noise Re: [Beowulf] Re: Setting up a new Beowulf cluster
prentice at ias.edu
Thu Feb 14 08:20:03 EST 2008
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This thread has gone horribly off topic. There's more noise about noise
than there is about the original question.
Linux Software Support Specialist/System Administrator
School of Natural Sciences
Institute for Advanced Study
Robert G. Brown wrote:
> On Wed, 13 Feb 2008, Jim Lux wrote:
>> That's what the big Tesla Coil or quarter shrinker is for.
> Mad science.
> Oh, yeah. Let's put a great big tesla coil right in with all those
> computers! Wait, I hear it now...
> (...that's the sound of all those itty bitty gaps on a circuit board or
> NIC arcing at the same time...;-)
> OK, funny story time, sort of. Stop me if you've heard this one.
> My kids in E&M get to do an extra credit project for a 1/3 of a letter
> grade promotion at semester's end, and maybe a decade ago I had a
> student who wanted to build a tesla coil for his project and I said,
> sure, cool, go for it. So off he went and with whatever web browsers
> were around and pre-google alta vista found some howto sites for
> building coils, and a few weeks later ran down a neon sign transformer,
> built a saltwater-aquarium-wine-bottle capacitor array, assembled a
> fan-quenched spark gap, and hand-wound the coils and added a toroid on
> We still had our "old" lab rooms for the intro courses -- no computers,
> stained lab benches and tables a big lead sink and gas and air nozzles
> in the central bench(es) up front. Imagine old wooden (oak) chassis lab
> equipment in glassed cabinets around the walls, a huge beam balance with
> brass weights that was probably worth a kilobuck as an antique on top of
> a tall cabinet in the back, that sort of thing. So my student rolls his
> creation on a big cart into this, and I and the class all gather to
> Naturally, we turn off all the lights and darken the shades the better
> to see the lightning. Student hooks it all up, flicks the switch on the
> neon sign transformer to power it all up, and bzzzzaaappppppp -- the
> spark gap starts going off like a machine gun and footlong purple
> lightning starts zapping off the top toroid, impressive as all hell.
> And every fluorescent light in the room goes on.
> And they were turned OFF, remember. They were "on" being driven by the
> radiated RF power coming off of the thing with no other source, just
> like Tesla dreamed.
> In addition, as I walked around the room, I noted that pretty much every
> metal gap a millimeter or less was arcing. Little arcs zapping across
> the fixtures in the sink, the bolts on the tables, no doubt across the
> wires holding up the drop ceiling. I could imagine arcing occurring
> across my teeth if I grinned just right.
> After a few minutes of harmless fun and demos (which involved yours
> truly taking a 100+ kV "hit" straight in through the >>glass<< of a
> fluorescent tube that I inadvertently waved too near the toroid and
> drawing down the fire to pass through me to ground through my rubber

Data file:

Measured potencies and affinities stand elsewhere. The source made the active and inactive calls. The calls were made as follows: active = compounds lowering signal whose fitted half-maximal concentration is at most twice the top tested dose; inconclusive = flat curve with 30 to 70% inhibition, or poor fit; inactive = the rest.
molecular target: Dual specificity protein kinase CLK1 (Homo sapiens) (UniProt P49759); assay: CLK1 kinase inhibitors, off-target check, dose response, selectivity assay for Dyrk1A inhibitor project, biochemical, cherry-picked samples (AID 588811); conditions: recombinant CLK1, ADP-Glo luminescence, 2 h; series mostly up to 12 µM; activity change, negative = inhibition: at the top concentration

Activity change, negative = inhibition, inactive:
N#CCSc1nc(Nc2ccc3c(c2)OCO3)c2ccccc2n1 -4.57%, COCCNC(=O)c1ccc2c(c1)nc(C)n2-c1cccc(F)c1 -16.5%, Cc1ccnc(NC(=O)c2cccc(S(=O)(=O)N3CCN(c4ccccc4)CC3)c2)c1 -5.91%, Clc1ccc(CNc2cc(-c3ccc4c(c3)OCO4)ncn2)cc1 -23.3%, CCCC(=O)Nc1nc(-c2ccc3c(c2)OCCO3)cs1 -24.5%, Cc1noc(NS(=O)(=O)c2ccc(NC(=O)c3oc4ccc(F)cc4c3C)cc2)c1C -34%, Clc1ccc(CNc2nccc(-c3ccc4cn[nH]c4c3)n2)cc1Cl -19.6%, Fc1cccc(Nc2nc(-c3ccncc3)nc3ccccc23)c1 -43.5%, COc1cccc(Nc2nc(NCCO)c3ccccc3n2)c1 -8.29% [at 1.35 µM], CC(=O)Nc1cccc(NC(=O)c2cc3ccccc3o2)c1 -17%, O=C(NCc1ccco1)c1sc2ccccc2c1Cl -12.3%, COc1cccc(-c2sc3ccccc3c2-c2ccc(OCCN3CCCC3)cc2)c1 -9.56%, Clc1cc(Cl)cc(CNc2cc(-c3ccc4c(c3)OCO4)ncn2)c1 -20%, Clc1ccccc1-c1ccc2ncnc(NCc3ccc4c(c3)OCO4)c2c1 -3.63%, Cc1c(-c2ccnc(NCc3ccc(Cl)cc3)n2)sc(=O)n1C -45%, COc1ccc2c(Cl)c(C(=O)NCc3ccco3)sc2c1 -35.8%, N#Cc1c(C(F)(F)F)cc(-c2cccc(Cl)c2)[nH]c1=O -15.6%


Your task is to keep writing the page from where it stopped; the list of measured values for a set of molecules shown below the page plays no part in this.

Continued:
> soled shoes, which amused the heck out of the kids but which was NOT fun
> for me) we powered it off and it went into class history as one of the
> coolest projects ever.
> Three years ago, a second round of students wanted to build one, and did
> so using 1F caps that you can apparently now buy over the counter --
> back when the first one was built I used to tell students that a 1F
> capacitor would end up being the size of a bench or good sized filing
> cabinet, but this is no longer true. In the meantime, all the lab rooms
> were gutted and rebuilt, and each workstation has its own computer. The
> entire building is now filled with computers. The computers are now all
> unshielded twisted pair networked, not thinwire ethernet. If I were to
> turn on a tesla coil inside the building ANYWHERE (unless it were inside
> a faraday cage, of course), I'd probably blow $10,000 worth of
> equipment, as a tesla coil is sort of a steady state EMP bomb or solar
> flare on a table.
> We demo'd this one OUTDOORS in the parking lot, figuring that the
> building steel would act as enough of a cage to protect the interior,
> with a surge protector inline to help keep the primary power cable from
> carrying back too much of an RF harmonic onto the building wiring. I
> was a bit worried about the cars nearby -- if you drive an arc at e.g.
> the cap on a gasoline supply it can be a bad thing -- but cars tend to
> have metal on the outside and again cage off their guts. No worries --
> or at any rate none of the cars exploded or blew their starter coils.
> But putting one in a server room, with all of those wires strung around
> in loops and connected to electronics that really hates high voltage
> even at very low current -- that's just plain funny...:-)
> (P.S. -- every few years I have to explain to one student or another
> that no, they are NOT permitted to build an EMP bomb for their project.
> They are driven by high explosive and -- however much fun it would be --
> where and how would we test it? Without, of course, bringing out the
> mob with pitchforks and torches afterwards...)
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